Everyone had a frankly freaky kid in their year at school. Whether it be the kid who would swop the latest gadget for a Kit Kat or the one who was a stranger to personal hygiene or that really, really odd one who said he was going to be the Editor of a film website (‘You’re fired!’ – Ed) they were all people you knew would grow up to be shunned by society. Tim Burton has made something of a career of films about outsiders and after a recent spell of commercial duds ( ‘Dark Shadows’, ‘Sweeney Todd’) he’s made a return to better films starting with ‘Frankenweenie’ and the comparatively normal ‘Big Eyes’. He’s found a perfect match for his talents with his adaptation of Ransom Riggs’ book Miss Peregrine’s Home for Peculiar Children – and some of these kids are really peculiar.
It takes a while to settle down as Asa Butterfield as Jake finds his grandfather (Terence Stamp) revealing a mystery from his own childhood that starts to impact on his day to day existence so his father played by Chris O ‘Dowd with an American accent takes him off to Wales where he finds the ruins of Miss Peregrines Home for Peculiar Children where his grandfather’s troubles began. Once here the story focuses on why the date 3rd September 1943 is so important and much centres on the ability of Miss Peregrine’s (a vampish Eva Green) ability to stop time and rewind meaning that she and the children in her charge never age. It’s the children that Jake starts to bond with as, much like X-Men, this is a school for kids with special powers, one is lighter than air and has to wear heavy boots to stop floating away, an invisible boy, a pair of twins have bags over their heads as their horrifying faces can turn you to stone – wish the Editor would do the same with his twin boys , Adolf and Damian (You’re definitely fired! – Ed), another can project his dreams via an eye glass onto walls, a girl has incredible strength and so on. It’s here that he finds he has a power too which can save them from some utterly horrifying creatures that are truly disturbing with their spindly limbs and multiple thrashing tongues from their eye-less heads – its well worth heeding the 12a certificate for Burton really gives full rein to his visuals here. For once it’s good to see the director get back to the visuals at which he excels because there are some magnificently unnerving gothic visions in this and he has been well served by his cinematographer Bruno Delbonnel who has worked on several films for Burton before but this is undoubtedly his best. The one thing that is missing from what is a typically Burtonesque film is his composer Danny Elfman.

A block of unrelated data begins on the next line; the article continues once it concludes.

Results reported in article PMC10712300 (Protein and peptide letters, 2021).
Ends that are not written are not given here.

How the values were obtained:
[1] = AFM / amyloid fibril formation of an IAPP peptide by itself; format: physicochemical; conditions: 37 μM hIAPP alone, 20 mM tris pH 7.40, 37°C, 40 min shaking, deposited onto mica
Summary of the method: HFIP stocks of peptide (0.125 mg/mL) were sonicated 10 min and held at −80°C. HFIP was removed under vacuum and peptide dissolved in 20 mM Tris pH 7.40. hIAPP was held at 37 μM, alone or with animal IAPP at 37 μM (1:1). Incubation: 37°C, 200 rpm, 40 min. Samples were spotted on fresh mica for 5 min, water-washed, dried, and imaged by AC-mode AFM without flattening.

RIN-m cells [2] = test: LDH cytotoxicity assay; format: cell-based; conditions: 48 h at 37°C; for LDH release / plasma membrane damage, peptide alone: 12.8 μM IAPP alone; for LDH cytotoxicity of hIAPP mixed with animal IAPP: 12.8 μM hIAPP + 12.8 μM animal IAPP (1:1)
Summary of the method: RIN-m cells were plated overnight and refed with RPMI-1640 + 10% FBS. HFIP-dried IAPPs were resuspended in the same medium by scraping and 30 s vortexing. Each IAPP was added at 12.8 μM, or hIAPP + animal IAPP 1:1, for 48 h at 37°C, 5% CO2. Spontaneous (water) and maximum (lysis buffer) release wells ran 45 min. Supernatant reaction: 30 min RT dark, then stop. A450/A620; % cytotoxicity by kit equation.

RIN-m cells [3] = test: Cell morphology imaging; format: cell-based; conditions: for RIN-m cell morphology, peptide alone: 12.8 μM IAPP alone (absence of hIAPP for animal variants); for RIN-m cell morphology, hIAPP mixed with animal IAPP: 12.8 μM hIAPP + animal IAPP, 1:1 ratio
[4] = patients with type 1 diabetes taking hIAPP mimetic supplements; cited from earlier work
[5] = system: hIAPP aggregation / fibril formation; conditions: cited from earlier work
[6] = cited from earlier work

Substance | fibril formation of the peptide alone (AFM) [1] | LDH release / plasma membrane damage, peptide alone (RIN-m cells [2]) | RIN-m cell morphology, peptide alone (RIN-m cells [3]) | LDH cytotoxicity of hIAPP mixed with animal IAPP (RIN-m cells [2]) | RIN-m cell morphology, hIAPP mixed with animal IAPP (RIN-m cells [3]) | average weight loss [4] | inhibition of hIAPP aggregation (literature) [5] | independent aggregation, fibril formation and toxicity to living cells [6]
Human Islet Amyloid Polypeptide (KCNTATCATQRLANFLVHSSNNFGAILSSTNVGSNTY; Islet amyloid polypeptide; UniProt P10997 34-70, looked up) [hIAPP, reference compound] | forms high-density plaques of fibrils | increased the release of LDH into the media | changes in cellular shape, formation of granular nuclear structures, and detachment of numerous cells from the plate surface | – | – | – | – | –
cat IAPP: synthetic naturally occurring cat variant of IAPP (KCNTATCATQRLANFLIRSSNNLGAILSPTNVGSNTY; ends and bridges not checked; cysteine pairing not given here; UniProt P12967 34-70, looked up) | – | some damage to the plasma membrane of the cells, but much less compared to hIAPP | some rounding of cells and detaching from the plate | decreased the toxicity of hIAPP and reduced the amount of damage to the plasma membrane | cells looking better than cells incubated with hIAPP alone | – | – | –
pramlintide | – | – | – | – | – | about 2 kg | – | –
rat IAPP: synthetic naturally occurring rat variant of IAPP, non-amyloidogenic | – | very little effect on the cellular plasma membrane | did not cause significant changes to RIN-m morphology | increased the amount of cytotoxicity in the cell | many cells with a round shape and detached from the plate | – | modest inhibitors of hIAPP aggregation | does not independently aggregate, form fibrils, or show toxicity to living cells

For a director whose style is distinctive and influential it seems that he too has been influenced by others most notably Guirupertllermo del Toro, which is no bad thing, as well as Ray Harryhausen with it’s stop motion moments and especially its nods towards the skeleton fight from Jason and the Argonauts amongst others. With a decent cast led by Eva Green its actually Samuel L Jackson who steals a lead on them all with a rip roaring, scene stealing turn which, when he does finally appear, rampages through the film. Judi Dench puts in an appearance to no real effect though Rupert Everett has a decent minor role and Terence Stamp, along with Eva Green, seems to have become a recent favourite for the director possibly supplanting Vincent Price in his affections. . For children the plot may be too involving and there are some disturbingly intense scenes featuring the hellish hollow creatures that will have kids screaming for the doors but though the film is clunkily titled and overlong it is a return to form for Burton.
Here’s the trailer;